Supreme Court throws out Wisconsin legislative voting maps
The Supreme Court on Wednesday threw out Wisconsin state legislative maps that were preferred by the state’s Democratic governor and selected by Wisconsin’s top court.
Republicans had complained that Gov. Tony Evers’ maps moved too many people to create more districts with a majority of Black and Hispanic voters in violation of the federal Voting Rights Act. But while the justices in an unsigned opinion threw out voting maps that the Wisconsin Supreme Court had selected for the State Assembly and Senate, they left in place state congressional maps. The state’s highest court selected the maps from a range of options after lawmakers couldn’t agree.
The justices sent the case back to the Wisconsin Supreme Court, saying it is “free to take additional evidence if it prefers to reconsider the Governor’s maps rather than choose from among the other submissions.” They said their action would give Wisconsin’s high court “sufficient time to adopt maps” in time for the state’s Aug. 9 primary.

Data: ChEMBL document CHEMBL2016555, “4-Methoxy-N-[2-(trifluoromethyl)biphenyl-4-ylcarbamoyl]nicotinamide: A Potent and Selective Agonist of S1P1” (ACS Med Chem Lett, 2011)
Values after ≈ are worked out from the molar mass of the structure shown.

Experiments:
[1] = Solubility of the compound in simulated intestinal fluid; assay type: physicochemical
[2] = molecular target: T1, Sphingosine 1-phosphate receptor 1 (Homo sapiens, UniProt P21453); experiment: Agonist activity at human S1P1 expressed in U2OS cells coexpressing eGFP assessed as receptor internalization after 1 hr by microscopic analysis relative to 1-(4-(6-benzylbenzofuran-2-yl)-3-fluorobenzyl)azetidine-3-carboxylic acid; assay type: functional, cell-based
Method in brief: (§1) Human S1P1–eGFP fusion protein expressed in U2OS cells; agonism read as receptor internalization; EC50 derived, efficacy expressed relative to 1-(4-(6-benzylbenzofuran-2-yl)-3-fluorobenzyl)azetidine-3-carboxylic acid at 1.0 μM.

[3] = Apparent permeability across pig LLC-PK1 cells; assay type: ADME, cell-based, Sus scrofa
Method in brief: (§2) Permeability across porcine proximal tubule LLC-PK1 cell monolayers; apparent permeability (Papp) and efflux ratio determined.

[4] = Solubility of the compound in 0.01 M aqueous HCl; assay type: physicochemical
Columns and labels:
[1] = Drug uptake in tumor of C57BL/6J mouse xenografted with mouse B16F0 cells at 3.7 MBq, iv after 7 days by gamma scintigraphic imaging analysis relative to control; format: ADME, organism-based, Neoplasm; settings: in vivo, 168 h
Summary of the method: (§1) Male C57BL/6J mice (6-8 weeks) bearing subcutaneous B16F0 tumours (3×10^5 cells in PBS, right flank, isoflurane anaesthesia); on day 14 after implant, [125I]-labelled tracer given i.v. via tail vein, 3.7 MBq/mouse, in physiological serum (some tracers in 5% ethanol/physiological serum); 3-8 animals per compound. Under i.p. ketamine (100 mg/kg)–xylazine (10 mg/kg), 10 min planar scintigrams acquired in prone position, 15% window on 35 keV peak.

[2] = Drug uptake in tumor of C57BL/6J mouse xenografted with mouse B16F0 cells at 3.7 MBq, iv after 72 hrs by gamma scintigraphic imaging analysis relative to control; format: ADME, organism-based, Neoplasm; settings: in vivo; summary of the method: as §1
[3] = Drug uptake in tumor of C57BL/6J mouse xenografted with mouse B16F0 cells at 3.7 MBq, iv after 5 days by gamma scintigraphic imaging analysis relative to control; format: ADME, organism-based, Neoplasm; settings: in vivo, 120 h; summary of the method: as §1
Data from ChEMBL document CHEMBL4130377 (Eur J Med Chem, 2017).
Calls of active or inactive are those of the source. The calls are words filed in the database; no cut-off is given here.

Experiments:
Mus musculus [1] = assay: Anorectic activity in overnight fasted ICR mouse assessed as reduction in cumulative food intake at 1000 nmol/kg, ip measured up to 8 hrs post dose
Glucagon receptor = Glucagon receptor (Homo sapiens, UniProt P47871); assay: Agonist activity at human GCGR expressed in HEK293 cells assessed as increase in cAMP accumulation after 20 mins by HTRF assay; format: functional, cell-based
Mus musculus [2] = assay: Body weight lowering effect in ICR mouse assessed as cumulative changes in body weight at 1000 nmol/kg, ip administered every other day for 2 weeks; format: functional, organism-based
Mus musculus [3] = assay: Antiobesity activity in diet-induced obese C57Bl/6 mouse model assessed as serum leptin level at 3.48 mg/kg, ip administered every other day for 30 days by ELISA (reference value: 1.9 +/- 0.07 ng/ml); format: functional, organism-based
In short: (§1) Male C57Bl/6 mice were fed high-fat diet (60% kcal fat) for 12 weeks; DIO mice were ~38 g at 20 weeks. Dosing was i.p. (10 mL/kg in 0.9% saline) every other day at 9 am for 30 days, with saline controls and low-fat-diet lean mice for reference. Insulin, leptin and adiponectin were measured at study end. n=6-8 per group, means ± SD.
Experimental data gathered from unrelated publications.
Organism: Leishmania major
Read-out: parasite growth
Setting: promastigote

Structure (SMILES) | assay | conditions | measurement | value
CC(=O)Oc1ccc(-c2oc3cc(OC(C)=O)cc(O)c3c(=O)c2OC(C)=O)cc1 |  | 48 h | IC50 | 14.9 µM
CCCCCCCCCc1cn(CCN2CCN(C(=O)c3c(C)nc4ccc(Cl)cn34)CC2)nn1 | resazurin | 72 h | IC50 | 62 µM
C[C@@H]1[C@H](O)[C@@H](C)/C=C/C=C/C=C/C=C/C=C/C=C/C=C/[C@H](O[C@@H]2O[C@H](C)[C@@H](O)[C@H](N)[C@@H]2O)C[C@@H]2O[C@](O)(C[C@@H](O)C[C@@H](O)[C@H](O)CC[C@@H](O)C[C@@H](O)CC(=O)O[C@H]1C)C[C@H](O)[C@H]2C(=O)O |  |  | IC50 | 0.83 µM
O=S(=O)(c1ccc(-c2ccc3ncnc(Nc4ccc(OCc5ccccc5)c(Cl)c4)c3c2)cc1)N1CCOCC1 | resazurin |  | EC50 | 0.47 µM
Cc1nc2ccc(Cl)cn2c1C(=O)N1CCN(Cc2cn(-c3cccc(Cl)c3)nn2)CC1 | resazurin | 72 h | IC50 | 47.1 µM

Two justices, Sonia Sotomayor and Elena Kagan, said they disagreed with their colleagues’ decision.
The justices are allowing maps selected by each state’s Supreme Court to be in effect for the 2022 elections.
The Legislature redraws Wisconsin’s congressional and legislative district maps every 10 years to reflect population changes. The process, known as redistricting, can solidify the partisan majority in the Legislature for a decade. With the stakes so high, Evers and Republican lawmakers couldn’t agree on a plan, leading to both sides asking the state Supreme Court to choose between each side’s maps.
Democrats would have made some marginal gains under Evers’ plan, but Republicans would maintain their majorities in the Assembly and Senate, according to an analysis from the governor’s office.
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